Argostoli Field Station
Our 2023 nesting season here at the Argostoli field station is flying by, with record-breaking success! In the past week, we have located and protected 24 new nests and exceeded a total of 100 nests across our monitored beaches bringing us to an impressive nest count of 113. Both Avithos and Megali Ammos beaches have been particularly successful, housing more protected nests currently than we have ever seen before in the space of one season!
In addition to our busy morning surveys, we have begun preparing for the very first Hatching Rescue shifts. We now have 5 nests that have surpassed the 45-day incubation mark, so we are keeping a keen eye on these nests in anticipation of the first hatchlings of the season. During night one of Hatchling Rescue shift, the team were lucky enough to witness one of our tagged females, Timera, nesting on the beach!
Our wonderful group of volunteers have settled in quickly, and have been kept very busy with all these exciting morning surveys, evening relocations, and some very interesting harbour shifts. We have all been very excited to be spotting multiple green sea turtles and a few rays during our daily harbour patrols. We cannot wait to see what the rest of July brings!
Lixouri Field Station
It’s been another busy couple of weeks for Lixouri’s nesting females with 95 new emergences, 20 of which were recorded on one morning, setting a new record for this season in Lixouri. A further 21 nests were located and protected, 12 of which were relocated. This brings the total protected nest count across the Lixouri beaches to 70.
Night survey has seen 10 different turtles over the last 2 weeks, 6 of which had previously been observed on Megas Lakkos this season. This includes Mildred and Mabel who were observed laying their second and third clutch respectively. During 1 night shift last week, volunteers were lucky enough to observe a record-breaking 3 turtles nesting! One of these turtles was a Megas Lakkos regular, Danielle, who laid her 5th clutch of the season. The team are intrigued to see if this was her final nesting attempt or whether she will nest again. Night Survey also saw the return of a previously tagged female Whiskey, which was observed in the Argostoli harbour a few weeks prior. Whiskey was also nested in 2022 and so the team were surprised to see her nesting again, as females usually only nest every 2 years.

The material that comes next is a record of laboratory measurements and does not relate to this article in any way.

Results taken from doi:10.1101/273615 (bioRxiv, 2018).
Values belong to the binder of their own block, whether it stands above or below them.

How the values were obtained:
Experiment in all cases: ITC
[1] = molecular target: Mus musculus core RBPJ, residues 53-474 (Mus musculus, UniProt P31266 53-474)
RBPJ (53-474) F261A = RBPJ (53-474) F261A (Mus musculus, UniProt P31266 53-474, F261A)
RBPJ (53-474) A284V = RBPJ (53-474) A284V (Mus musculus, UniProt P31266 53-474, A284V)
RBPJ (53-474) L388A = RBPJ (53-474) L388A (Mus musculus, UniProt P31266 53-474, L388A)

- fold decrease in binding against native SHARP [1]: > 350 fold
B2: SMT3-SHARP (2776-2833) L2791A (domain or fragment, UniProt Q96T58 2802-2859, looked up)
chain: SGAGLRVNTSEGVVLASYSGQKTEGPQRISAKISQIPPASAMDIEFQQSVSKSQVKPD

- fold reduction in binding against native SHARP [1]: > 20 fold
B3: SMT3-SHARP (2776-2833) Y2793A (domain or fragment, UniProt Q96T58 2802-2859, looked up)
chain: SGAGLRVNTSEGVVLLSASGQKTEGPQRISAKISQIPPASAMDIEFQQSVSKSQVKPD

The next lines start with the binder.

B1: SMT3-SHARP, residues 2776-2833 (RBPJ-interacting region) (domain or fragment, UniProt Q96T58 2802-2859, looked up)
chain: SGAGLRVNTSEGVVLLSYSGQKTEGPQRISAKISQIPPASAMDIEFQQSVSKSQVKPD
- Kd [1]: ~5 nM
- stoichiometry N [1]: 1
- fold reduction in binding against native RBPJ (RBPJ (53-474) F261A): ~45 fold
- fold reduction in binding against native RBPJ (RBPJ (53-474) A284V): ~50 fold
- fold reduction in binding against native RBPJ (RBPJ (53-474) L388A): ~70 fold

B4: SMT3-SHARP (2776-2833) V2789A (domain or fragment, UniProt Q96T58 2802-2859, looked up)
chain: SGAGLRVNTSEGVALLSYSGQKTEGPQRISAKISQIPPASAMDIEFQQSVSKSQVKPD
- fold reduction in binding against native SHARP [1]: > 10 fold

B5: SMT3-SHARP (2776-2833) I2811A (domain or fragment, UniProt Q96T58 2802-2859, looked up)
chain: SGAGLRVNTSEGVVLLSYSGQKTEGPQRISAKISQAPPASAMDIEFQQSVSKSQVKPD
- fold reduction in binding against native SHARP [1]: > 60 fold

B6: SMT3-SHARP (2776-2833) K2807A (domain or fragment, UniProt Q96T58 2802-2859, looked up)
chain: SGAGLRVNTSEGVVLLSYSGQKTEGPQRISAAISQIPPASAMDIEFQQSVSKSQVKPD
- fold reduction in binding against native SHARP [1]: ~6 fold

After another busy couple of nesting weeks, anticipation is rising as a few of the nests laid early in the season are predicted to start hatching any day.
Skala Field Station
Over in Skala, we’ve had another great two weeks! Our volunteers observed two common eagle rays on one snorkel survey and have continued to race through our snorkel bingo activity. We have also welcomed the new core team to the project! We are now halfway through the Skala season and Jodie, Grace, and Alex will be here for the remainder. They are off to a great start already, swimming with a turtle on Mounda beach on their very first day.
We had an exciting Lourdas morning survey, where a nest was found on Lourdas and moved over to Kanali. This is the Skala team’s second Lourdas relocation of the season, so was amazing news for both the volunteers and the core team. We look forward to seeing more nest on our upcoming surveys!
Our volunteers have again been very active on their days off, taking boat trips to Ithica and exploring Kefalonia. We are particularly impressed by our volunteer’s commitment to seeing the sunrise from Mount Ainos, as they hiked through the night for the view. They successfully reached the summit in time for the sunrise, which was an incredible sight.
Our first scavenger hunt activity night went very well, with some of our volunteers getting quite competitive! Room 6 was victorious and took home some bracelets as prizes. We also enjoyed a sunset swim on Mounda Beach together. For the group’s last night with us, we went out to a restaurant together in Skala.
Lourdas Field Station
It’s been a busy 2 weeks for Lourdas with a total of 44 nests now across our 3 beaches surveyed. Each week has had a few relocations from all our beaches to more suitable locations, especially important as we head towards the likeliness that our nests will hatch in the more stormy season of September. One morning was especially busy with a record number of 27 emergences across the morning and despite the long morning in the heat, the team remained in very good spirits! Another day was very special with a few members of our team seeing a nesting female on the beach, an incredible site to see and make note of how our beaches and human influence are affecting their ability to nest successfully and hopefully without disturbance.
In this case, though we were able to see first-hand that the sunbeds create a major problem as they are difficult to manoeuvre and reduce the amount of viable beach.
We have been very busy with 4 groups over the last 2 weeks now that our full Education Team has arrived. Two groups have been from the UK, one from England and the other Wales with our other 2 groups from all over the US completing some of their service hours here with Wildlife Sense. With almost all the groups completing snorkel surveys, we have thoroughly enjoyed filling out our snorkel bingo poster with the species that they have seen alongside our vital sea grass. Many have seen a variety of fish and even a starfish and octopus, whilst a lucky few spotted a turtle and some a monk seal!